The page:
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The Berlin Airlift of 1948-1949
 
 

The following extracts are taken from a much larger article in the ‘Burtonwood Times’ volume 22 No.1  (Spring 2008) entitled:

 

Veterans of the greatest humanitarian airlift in history recall the experiences.  It began 60 years ago this month.  THE BERLIN AIRLIFT.   By Stewart M Powell

 

The extracts selected contain references to the RAF Airfields in Germany, Celle and Fassberg and are quoted verbatim.

 

“ However the operation needed more than just speedy ground operations.  Germany’s notorious fall and winter weather loomed on the horizon.  Within weeks of Tunner’s ( Maj. Gen. William H Tunner) take-over, his task force launched a determined effort to cut down the two-hour flight times between Berlin and the two main bases in the West, Rhein-Main and Wiesbaden.  Tunner’s team first settled on the RAF base at Fassberg from which Berlin could

be reached in 55 minutes’ flying time.  The first C-54s flew out of Fassberg on Aug. 21st 1948 ”.

 

“(Marcus C) West, who flew out of Fassberg, remembers flying two weeks straight in one 12 hour time slot, taking three days off, and then changing shifts to fly two weeks straight in a shift that began eight hours later”.

 

“Aircrews grabbed shut-eye whenever they could.  At Fassberg many personnel bunked in three storey, red-brick buildings that unfortunately had the acoustics of an echo chamber”.

 

“Marcus C West (a retired Air Force Colonel) remembers coal bearing trucks rolling towards his returning airplane at Fassberg even before he cut the engines.  ‘By the time the flight engineer had the giant rear hatch open … the German coal truck would be stopping within inches of the loading hatch’ recalls West.  Ten workers ran an oval racetrack pattern from the truck to the front of the cargo bay with bags of coal.  The average turnaround time at Fassberg was 21 minutes.  West says, adding, '‘The record for a turnaround was an unbelievable 7 minutes’.”

 

“A Fassberg based C-54 completed the round trip to Berlin in 1 hour 57 minutes, with ground turnaround time of 15 minutes 30 seconds.”

 

“At Celle, a former Luftwaffe fighter base in the UK sector, the British began building a 5,400 foot runway to enable American C-54s to use the base as well.  Tunner moved the 317th Troop carrier Group from Wiebaden to Celle by Christmas.”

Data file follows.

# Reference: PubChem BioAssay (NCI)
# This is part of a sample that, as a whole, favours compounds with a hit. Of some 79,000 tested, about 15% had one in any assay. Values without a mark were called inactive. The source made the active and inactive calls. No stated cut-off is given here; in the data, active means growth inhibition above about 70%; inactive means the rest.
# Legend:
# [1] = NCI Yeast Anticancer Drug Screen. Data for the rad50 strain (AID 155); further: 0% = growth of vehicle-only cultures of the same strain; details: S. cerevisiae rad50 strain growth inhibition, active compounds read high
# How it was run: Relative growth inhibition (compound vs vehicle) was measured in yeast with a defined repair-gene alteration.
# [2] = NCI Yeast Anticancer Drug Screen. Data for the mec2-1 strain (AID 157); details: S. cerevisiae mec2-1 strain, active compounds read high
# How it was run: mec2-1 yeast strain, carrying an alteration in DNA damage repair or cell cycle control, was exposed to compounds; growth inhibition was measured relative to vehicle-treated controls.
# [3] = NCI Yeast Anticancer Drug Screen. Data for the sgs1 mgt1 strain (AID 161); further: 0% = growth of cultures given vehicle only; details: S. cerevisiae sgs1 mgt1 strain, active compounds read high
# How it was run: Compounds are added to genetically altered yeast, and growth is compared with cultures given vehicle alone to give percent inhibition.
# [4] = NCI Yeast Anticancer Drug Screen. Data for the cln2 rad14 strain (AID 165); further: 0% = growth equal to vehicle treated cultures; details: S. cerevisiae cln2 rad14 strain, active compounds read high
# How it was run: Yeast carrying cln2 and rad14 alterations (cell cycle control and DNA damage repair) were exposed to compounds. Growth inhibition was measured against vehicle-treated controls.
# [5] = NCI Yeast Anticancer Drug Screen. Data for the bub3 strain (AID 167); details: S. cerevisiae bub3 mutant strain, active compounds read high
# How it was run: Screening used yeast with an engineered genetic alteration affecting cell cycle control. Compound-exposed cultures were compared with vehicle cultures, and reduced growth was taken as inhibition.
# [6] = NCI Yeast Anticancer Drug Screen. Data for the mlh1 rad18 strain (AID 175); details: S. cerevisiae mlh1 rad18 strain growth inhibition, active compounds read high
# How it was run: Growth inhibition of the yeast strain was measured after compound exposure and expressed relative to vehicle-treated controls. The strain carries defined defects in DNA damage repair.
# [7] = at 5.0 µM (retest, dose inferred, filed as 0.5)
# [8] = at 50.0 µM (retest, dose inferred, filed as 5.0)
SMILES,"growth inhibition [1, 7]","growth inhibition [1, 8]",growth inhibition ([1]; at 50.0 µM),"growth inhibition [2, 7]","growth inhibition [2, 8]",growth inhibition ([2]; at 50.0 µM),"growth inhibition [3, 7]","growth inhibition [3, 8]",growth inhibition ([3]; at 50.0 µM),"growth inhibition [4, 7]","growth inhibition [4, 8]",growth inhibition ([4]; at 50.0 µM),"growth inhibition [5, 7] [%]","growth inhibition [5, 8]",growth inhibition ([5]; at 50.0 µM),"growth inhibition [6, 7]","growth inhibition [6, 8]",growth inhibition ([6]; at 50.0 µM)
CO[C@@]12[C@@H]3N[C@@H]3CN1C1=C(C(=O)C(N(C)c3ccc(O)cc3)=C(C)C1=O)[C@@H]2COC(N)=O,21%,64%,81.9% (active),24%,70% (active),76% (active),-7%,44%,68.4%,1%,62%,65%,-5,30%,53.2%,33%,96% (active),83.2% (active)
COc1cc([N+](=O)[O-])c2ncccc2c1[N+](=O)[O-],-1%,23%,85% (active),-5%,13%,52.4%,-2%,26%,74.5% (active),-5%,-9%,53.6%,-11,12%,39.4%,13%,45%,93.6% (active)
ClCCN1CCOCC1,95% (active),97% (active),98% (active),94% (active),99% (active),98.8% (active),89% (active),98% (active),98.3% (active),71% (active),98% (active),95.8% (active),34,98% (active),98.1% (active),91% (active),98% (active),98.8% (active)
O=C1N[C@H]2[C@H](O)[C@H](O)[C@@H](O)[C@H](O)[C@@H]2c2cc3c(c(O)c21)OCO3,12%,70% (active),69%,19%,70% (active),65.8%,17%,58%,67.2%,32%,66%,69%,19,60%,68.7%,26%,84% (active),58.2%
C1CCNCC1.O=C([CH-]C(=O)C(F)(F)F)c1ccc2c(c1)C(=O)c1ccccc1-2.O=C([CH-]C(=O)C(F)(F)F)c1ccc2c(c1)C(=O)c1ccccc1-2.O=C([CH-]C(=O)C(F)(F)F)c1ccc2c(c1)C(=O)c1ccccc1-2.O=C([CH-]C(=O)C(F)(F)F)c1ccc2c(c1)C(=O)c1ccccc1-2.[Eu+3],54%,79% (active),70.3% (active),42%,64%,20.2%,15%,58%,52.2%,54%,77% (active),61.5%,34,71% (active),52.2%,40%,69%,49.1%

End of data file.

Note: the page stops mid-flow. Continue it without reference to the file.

“ Hugh C Kirkwood (Retired Master Sergeant) a former gunner on a B-25, worked as an approach co-ordinator in the Celle tower.  ‘It was the usual thing – getting blocks of aircraft off and getting aircraft rolling into final approach,’ recalls Kirkwood a 21 year USAF veteran.  ‘Timing was the most essential thing.  You’d be landing and launching aircraft on the same runway.  Every pilot knew they had to do it right’.”

 

“Aircrew were so busy flying two or three missions a day, that few ever saw the Berliners they were feeding.  Ford M Garwin, who worked at Celle setting up the briefing system for aircrews, says the Berlin assignment was demanding on everyone.  ‘Thirteen hours on, eleven hours off, seven days a week, recalls Garwin ‘ It was six months before I got a day off but still it was the best military operation I’d ever been a part of.  It had precision.  It worked’.”

 

“ (George) Hoyt, a B-17 crew member in WWII, who returned to active duty to help set up control tower operations at the British base at Celle, found that delivering food to starving Berliners offset any regrets about the wartime necessity of bombing Nazi Germany.”

 

“ The Allies kept up deliveries, waiting until July 30th 1949 to announce a target date for ending airlift deliveries.  Phase out operations began in earnest.  The Celle based 317th Troop Carrier Group flew its final mission into Berlin on July 31st 1949.  C-54s began leaving Rhein-Main for the USA in early August.  By August’s end, the Fassberg based 313th Troop Carrier Group had completed its last mission into Berlin.”

 

Further reading on the Berlin Blockade can be found by clicking here.